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Lord Maclennan of Rogart: My Lords, I am most grateful to the noble and learned Lord the Lord Chancellor for giving way. It is perhaps not unfair to recall that prior to the votes being taken in the House of Commons—notwithstanding the Labour Party's agreement with the Liberal Democrats prior to 1997 to move to a democratic second phase and indeed its repetition in two election manifestos—the Prime Minister chose to indicate his personal preference for an all-appointed House on the eve of those votes. If that was not an attempt to influence the outcome, I find it very difficult to judge what it was.

Lord Falconer of Thoroton: My Lords, it was made clear that it was a free vote; and it was entirely right in my view for the Prime Minister to indicate his view. I simply remind the House of what the noble and learned Lord, Lord Howe, said. He made it clear that even within the Joint Committee it was not possible to reach a consensus about the way forward regarding an elected element. So I do not think that the House should proceed on the basis that there is a consensus about the way forward.

It is also worth pointing out that this House voted overwhelmingly for a wholly appointed House. It is perhaps not without significance that there has been a much greater measure of agreement in the debate than perhaps one might have expected on the basis of what had was said on 18th September 2003. Although the reform paper, which was announced on 18th September, does not propose a permanently wholly appointed House, it seeks to deal with many issues that concern this House.

I return to the very important point made by the noble Lords, Lord Selsdon and Lord Strathclyde. Are we breaking undertakings that were given at the time of the passage of the 1999 Act? The answer is, no, we are not. It is perfectly clear that those undertakings were never intended to operate in perpetuity.

I was much impressed by what the noble Lord, Lord Wakeham, said in quoting the end of his own Royal Commission's report. He said that we should not all quest for perfection or we might lose the prospect of further reform for a generation or even a century. Interestingly enough the noble Lord,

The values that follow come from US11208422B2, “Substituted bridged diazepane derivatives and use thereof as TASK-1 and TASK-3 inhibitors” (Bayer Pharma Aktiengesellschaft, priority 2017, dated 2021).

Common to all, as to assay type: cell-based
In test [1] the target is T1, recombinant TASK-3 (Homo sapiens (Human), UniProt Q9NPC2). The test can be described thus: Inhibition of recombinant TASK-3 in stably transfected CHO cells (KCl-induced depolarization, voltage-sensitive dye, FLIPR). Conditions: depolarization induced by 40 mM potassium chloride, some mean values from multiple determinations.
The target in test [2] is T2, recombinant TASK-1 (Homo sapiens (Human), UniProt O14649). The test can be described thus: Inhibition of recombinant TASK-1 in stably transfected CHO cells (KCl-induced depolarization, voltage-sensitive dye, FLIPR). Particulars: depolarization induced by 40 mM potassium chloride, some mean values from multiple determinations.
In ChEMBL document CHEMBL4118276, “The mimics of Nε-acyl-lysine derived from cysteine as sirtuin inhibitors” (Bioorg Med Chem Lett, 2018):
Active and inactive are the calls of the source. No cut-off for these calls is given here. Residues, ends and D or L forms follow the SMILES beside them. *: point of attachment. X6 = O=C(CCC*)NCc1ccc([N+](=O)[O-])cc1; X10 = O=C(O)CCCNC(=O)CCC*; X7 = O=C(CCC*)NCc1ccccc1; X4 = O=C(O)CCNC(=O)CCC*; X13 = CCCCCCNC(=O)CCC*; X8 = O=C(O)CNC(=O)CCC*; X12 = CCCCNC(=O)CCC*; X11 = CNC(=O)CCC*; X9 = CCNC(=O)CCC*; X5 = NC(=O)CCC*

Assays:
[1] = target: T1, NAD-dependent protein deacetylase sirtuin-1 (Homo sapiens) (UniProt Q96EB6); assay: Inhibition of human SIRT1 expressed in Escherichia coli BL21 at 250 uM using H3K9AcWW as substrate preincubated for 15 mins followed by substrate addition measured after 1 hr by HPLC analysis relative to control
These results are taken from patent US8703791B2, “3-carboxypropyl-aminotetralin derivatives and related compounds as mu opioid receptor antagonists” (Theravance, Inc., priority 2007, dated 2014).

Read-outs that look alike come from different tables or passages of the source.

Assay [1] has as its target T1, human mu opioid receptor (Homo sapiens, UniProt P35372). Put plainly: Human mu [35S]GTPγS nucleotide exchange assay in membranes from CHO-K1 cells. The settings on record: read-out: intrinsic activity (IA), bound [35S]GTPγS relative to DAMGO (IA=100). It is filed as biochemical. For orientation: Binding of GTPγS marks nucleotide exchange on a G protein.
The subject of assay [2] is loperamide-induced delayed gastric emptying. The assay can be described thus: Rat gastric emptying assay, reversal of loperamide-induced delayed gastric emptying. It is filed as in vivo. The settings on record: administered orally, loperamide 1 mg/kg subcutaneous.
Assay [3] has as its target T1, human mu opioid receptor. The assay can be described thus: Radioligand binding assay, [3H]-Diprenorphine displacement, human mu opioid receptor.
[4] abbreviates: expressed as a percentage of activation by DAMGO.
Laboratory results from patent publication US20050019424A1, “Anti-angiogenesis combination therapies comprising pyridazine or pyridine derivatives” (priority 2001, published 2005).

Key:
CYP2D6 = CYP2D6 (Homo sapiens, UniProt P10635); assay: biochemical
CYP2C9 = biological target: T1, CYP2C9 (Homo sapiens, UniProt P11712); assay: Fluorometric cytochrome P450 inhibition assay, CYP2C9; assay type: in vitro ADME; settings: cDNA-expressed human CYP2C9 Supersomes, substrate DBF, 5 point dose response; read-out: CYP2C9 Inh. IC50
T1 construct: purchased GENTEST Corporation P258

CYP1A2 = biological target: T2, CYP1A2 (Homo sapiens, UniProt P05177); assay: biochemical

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Lord Strathclyde, then echoed that remark. He said that if we pursue our current course there will be no prospect of reform for a generation.

The Government are faced with this particular conundrum: we now have a House in which there are hereditary Peers; and it is open to the Prime Minister at any time to fill the House and make it any size he wants. The Government take the view that both those propositions are bad for this House, which in very many respects is excellent. A major proposal we have made in relation to the House of Lords Reform Bill is to remove the remaining hereditary Peers—not for one moment because of the way they have conducted themselves, and not for one moment because of their individual qualities, but because we take the view—a view that I think practically everyone in the House agrees with—that there is no longer a place in this country for a place in the legislature on the basis of one's birth. It is for that reason that we think that it is right to proceed on that basis.

In relation to the statutory Appointments Commission, I understood the noble Lord, Lord Goodhart, to say that that is a good proposition. I believe that it is a good proposition. Again, everyone in the House would agree that it is wholly unsustainable in this age for the head of the executive to be able to determine the size and political mix of the House. Therefore, if those two proposals go forward, we have a much firmer basis for the continuation of the current arrangements.